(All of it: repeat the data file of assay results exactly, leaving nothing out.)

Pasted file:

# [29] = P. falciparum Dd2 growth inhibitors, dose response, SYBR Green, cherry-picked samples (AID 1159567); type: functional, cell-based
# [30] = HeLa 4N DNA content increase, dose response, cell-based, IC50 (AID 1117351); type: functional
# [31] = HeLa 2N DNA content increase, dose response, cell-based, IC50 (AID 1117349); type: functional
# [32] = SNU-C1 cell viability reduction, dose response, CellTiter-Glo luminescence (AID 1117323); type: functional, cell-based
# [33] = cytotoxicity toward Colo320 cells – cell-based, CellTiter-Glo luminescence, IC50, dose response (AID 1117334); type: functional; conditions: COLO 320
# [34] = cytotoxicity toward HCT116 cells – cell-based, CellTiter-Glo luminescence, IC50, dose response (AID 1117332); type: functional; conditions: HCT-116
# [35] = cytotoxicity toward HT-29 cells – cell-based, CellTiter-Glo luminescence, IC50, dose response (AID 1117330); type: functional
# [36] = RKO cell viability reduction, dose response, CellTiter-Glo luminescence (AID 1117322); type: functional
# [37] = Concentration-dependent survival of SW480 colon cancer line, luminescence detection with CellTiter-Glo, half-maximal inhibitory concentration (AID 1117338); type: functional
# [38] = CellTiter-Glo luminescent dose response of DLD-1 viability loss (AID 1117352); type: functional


# [29] = P. falciparum Dd2 growth inhibitors, dose response, SYBR Green, cherry-picked samples (AID 1159567); type: functional, cell-based
# [30] = HeLa 4N DNA content increase, dose response, cell-based, IC50 (AID 1117351); type: functional
# [31] = HeLa 2N DNA content increase, dose response, cell-based, IC50 (AID 1117349); type: functional
# [32] = SNU-C1 cell viability reduction, dose response, CellTiter-Glo luminescence (AID 1117323); type: functional, cell-based
# [33] = cytotoxicity toward Colo320 cells – cell-based, CellTiter-Glo luminescence, IC50, dose response (AID 1117334); type: functional; conditions: COLO 320
# [34] = cytotoxicity toward HCT116 cells – cell-based, CellTiter-Glo luminescence, IC50, dose response (AID 1117332); type: functional; conditions: HCT-116
# [35] = cytotoxicity toward HT-29 cells – cell-based, CellTiter-Glo luminescence, IC50, dose response (AID 1117330); type: functional
# [36] = RKO cell viability reduction, dose response, CellTiter-Glo luminescence (AID 1117322); type: functional
# [37] = Concentration-dependent survival of SW480 colon cancer line, luminescence detection with CellTiter-Glo, half-maximal inhibitory concentration (AID 1117338); type: functional
# [38] = CellTiter-Glo luminescent dose response of DLD-1 viability loss (AID 1117352); type: functional